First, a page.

Japan announced plans to move out the Fukushima nuclear residue

 Japan announced plans to move out the Fukushima nuclear residue

Nuclear fuel residue in unit 2 of Fukushima Daiichi nuclear power plant (Kyodo News Agency)

Overseas on December 3, local time 2, the Japanese government and Tokyo Electric Power Company, announced the first nuclear power plant Fukushima nuclear fuel residues move out of the schedule. The removal work will start in 2021, and over 1000 tons of nuclear fuel residues will be removed from units 1 to 6, but they will still be temporarily stored in the nuclear power plant, and the final treatment method and location are not determined.

According to Japans Fukushima Daily reported Tuesday, the schedule released on the 2nd set an end time for the first time. The move out will start in 2021 and is expected to end in 2031. In addition to unit 4, which has been cleaned up, there are still 4741 nuclear fuel residues in other units, with a total weight of 1117 tons. Because the nuclear fuel residue is still highly radioactive and there is a risk of melting if it is not cooled continuously, it is currently stored in the water pool of each generating unit.

TEPCO is investigating (Kyodo)

According to the schedule released on the 2nd, the nuclear fuel residues will be removed and placed in the public pool in other buildings of the nuclear power plant, but the public pool can only hold 666 residues at present.

According to the US television news network reported Tuesday, some experts said that nuclear fuel residue is the most dangerous of all radioactive waste, once people touch it, they will basically die on the spot. Its treatment is also very difficult. Germany, which decided to abolish nuclear power due to the Fukushima nuclear power plant accident in 2011, is in a dilemma in the treatment of nuclear fuel residues.

Dresden nuclear power plant in Germany (CNN) which has been shut down

Because of the extremely high temperature, nuclear fuel residues need to be cooled in temporary storage for decades. Germany currently has more than 2000 containers of nuclear fuel residues in many places in the country, and is struggling to find suitable permanent burial sites.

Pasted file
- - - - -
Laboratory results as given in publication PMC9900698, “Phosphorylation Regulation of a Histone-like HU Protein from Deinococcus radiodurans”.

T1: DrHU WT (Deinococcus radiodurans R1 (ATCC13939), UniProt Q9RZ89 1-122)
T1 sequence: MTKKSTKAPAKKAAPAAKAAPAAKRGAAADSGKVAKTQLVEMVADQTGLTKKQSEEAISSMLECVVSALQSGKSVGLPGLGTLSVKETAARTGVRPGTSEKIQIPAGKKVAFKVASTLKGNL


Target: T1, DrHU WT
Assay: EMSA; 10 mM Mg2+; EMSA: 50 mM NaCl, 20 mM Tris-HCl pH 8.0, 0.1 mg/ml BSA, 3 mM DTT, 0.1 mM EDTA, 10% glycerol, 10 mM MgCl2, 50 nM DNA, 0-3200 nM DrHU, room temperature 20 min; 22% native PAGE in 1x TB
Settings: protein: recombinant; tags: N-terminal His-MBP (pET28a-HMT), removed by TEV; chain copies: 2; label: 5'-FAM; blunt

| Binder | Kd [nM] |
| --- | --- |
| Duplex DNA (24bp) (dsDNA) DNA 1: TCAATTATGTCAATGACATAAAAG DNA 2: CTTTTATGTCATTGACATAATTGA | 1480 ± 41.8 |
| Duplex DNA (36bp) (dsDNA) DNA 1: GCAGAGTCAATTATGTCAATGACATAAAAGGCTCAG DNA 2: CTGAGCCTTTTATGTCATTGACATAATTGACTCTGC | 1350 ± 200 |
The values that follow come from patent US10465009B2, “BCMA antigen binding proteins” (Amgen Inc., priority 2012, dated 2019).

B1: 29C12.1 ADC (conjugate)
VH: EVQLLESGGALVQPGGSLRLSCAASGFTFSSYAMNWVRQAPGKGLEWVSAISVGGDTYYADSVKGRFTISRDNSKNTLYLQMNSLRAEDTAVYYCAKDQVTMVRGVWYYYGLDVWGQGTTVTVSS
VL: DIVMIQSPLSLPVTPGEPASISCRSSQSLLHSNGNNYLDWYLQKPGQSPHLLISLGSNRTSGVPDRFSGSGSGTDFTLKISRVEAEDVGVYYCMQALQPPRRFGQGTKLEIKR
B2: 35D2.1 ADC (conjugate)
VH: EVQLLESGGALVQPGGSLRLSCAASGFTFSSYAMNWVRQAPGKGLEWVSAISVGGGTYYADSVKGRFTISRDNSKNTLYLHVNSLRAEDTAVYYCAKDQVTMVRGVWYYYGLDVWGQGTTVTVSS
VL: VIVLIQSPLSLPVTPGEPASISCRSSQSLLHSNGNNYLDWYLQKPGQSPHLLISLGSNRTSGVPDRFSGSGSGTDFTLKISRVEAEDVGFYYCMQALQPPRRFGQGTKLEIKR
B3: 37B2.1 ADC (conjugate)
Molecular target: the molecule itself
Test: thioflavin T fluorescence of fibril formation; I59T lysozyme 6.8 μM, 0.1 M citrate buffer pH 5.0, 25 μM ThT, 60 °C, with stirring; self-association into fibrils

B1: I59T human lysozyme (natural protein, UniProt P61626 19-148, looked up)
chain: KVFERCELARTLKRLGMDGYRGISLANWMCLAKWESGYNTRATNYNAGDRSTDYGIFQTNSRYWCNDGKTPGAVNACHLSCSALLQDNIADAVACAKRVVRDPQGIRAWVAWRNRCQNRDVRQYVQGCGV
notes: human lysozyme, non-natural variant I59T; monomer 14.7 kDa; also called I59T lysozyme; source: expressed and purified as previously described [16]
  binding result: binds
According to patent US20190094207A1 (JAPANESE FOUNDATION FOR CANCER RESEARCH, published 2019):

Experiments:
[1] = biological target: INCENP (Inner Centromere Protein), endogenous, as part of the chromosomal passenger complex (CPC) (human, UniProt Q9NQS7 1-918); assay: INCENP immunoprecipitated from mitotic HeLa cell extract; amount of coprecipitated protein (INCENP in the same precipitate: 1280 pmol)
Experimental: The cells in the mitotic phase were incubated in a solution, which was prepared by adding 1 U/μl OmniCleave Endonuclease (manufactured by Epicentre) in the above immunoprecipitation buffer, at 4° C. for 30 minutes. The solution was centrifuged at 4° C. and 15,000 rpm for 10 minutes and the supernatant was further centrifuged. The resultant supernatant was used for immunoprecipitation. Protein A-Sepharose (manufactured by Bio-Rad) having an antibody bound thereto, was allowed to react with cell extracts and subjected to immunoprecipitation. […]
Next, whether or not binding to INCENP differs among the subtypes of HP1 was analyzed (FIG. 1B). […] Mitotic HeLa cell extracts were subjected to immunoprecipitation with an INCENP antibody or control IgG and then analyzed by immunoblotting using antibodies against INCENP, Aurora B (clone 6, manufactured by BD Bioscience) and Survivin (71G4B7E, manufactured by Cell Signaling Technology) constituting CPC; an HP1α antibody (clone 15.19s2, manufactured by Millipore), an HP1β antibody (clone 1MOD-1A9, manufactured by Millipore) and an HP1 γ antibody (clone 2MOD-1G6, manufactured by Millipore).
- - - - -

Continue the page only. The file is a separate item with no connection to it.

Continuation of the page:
However, in order to prevent leakage, the burial site must be a solid site that is not prone to earthquakes, and the consent of local residents is required, but so far, no German autonomous body has expressed its willingness to accept nuclear fuel residues.

Japan explained to the Embassy of 18 countries that nuclear water discharged into the sea does little harm

Eight years have passed since the Fukushima nuclear accident, but there are still a large number of pollutants waiting to be treated in Fukushima county. Recently, in particular, there have been concerns about the large amount of radioactive cooling water stored in the water tanks of the Fukushima nuclear power plant. On Monday, the Japanese government convened an explanation meeting at the embassies of various countries in Tokyo on the current situation and how to deal with the polluted water. At the meeting, the Japanese government once again said that it would do little harm to discharge the polluted water into the sea.

36 bags of nuclear pollutants are not found in Fukushima, Japan

Affected by the strong typhoon haibeisi, 90 bags of waste containing nuclear radiation pollutants in Fukushima County, Japan were washed away by the flood and entered the nearby river. After the incident, Japans environment ministry and Fukushima Prefecture continued to search, but three weeks have passed, so far, there are still 36 bags of nuclear pollutants not found.